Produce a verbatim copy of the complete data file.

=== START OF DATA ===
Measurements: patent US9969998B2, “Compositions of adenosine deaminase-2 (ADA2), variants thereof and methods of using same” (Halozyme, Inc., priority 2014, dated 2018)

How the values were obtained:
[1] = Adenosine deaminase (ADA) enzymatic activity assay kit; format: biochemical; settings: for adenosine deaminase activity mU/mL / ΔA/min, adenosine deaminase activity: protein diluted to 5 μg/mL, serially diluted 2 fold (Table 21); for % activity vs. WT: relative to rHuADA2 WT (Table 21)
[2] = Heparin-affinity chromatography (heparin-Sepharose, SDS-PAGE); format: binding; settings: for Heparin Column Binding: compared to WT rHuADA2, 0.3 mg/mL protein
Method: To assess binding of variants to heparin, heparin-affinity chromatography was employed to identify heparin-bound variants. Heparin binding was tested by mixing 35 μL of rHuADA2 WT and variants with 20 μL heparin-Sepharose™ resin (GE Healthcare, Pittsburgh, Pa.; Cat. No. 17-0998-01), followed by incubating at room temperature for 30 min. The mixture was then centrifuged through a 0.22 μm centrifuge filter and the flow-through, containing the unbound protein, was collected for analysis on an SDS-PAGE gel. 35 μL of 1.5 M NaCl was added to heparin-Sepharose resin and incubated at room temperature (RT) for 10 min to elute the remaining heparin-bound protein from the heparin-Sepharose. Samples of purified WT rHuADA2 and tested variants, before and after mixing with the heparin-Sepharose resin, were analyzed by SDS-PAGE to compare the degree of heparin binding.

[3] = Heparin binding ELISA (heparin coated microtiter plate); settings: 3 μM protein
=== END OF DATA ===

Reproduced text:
Measurements: patent US9969998B2, “Compositions of adenosine deaminase-2 (ADA2), variants thereof and methods of using same” (Halozyme, Inc., priority 2014, dated 2018)

How the values were obtained:
[1] = Adenosine deaminase (ADA) enzymatic activity assay kit; format: biochemical; settings: for adenosine deaminase activity mU/mL / ΔA/min, adenosine deaminase activity: protein diluted to 5 μg/mL, serially diluted 2 fold (Table 21); for % activity vs. WT: relative to rHuADA2 WT (Table 21)
[2] = Heparin-affinity chromatography (heparin-Sepharose, SDS-PAGE); format: binding; settings: for Heparin Column Binding: compared to WT rHuADA2, 0.3 mg/mL protein
Method: To assess binding of variants to heparin, heparin-affinity chromatography was employed to identify heparin-bound variants. Heparin binding was tested by mixing 35 μL of rHuADA2 WT and variants with 20 μL heparin-Sepharose™ resin (GE Healthcare, Pittsburgh, Pa.; Cat. No. 17-0998-01), followed by incubating at room temperature for 30 min. The mixture was then centrifuged through a 0.22 μm centrifuge filter and the flow-through, containing the unbound protein, was collected for analysis on an SDS-PAGE gel. 35 μL of 1.5 M NaCl was added to heparin-Sepharose resin and incubated at room temperature (RT) for 10 min to elute the remaining heparin-bound protein from the heparin-Sepharose. Samples of purified WT rHuADA2 and tested variants, before and after mixing with the heparin-Sepharose resin, were analyzed by SDS-PAGE to compare the degree of heparin binding.

[3] = Heparin binding ELISA (heparin coated microtiter plate); settings: 3 μM protein